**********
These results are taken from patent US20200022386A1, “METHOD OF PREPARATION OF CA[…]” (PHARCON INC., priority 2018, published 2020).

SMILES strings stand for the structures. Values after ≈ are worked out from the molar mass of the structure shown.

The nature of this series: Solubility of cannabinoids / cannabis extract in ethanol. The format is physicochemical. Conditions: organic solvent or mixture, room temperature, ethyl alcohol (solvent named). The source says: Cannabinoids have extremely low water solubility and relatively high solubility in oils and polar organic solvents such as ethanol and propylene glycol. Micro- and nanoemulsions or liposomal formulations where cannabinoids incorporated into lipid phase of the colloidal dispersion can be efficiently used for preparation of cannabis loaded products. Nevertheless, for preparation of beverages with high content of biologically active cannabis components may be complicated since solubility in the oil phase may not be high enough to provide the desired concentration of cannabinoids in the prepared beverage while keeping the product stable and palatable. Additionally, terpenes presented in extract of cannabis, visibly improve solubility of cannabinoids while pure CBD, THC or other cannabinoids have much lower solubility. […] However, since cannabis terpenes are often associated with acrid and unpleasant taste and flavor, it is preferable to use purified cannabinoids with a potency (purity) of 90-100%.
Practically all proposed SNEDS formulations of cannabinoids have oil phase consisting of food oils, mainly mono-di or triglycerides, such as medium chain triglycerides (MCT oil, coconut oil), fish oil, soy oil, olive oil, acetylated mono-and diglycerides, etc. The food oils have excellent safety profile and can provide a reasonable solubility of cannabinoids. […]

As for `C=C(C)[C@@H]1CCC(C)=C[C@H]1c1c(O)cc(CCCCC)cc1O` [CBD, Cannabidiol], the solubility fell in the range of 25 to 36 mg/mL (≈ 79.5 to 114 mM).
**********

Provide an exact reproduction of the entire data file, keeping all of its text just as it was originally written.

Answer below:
These results are taken from patent US20200022386A1, “METHOD OF PREPARATION OF CA[…]” (PHARCON INC., priority 2018, published 2020).

SMILES strings stand for the structures. Values after ≈ are worked out from the molar mass of the structure shown.

The nature of this series: Solubility of cannabinoids / cannabis extract in ethanol. The format is physicochemical. Conditions: organic solvent or mixture, room temperature, ethyl alcohol (solvent named). The source says: Cannabinoids have extremely low water solubility and relatively high solubility in oils and polar organic solvents such as ethanol and propylene glycol. Micro- and nanoemulsions or liposomal formulations where cannabinoids incorporated into lipid phase of the colloidal dispersion can be efficiently used for preparation of cannabis loaded products. Nevertheless, for preparation of beverages with high content of biologically active cannabis components may be complicated since solubility in the oil phase may not be high enough to provide the desired concentration of cannabinoids in the prepared beverage while keeping the product stable and palatable. Additionally, terpenes presented in extract of cannabis, visibly improve solubility of cannabinoids while pure CBD, THC or other cannabinoids have much lower solubility. […] However, since cannabis terpenes are often associated with acrid and unpleasant taste and flavor, it is preferable to use purified cannabinoids with a potency (purity) of 90-100%.
Practically all proposed SNEDS formulations of cannabinoids have oil phase consisting of food oils, mainly mono-di or triglycerides, such as medium chain triglycerides (MCT oil, coconut oil), fish oil, soy oil, olive oil, acetylated mono-and diglycerides, etc. The food oils have excellent safety profile and can provide a reasonable solubility of cannabinoids. […]

As for `C=C(C)[C@@H]1CCC(C)=C[C@H]1c1c(O)cc(CCCCC)cc1O` [CBD, Cannabidiol], the solubility fell in the range of 25 to 36 mg/mL (≈ 79.5 to 114 mM).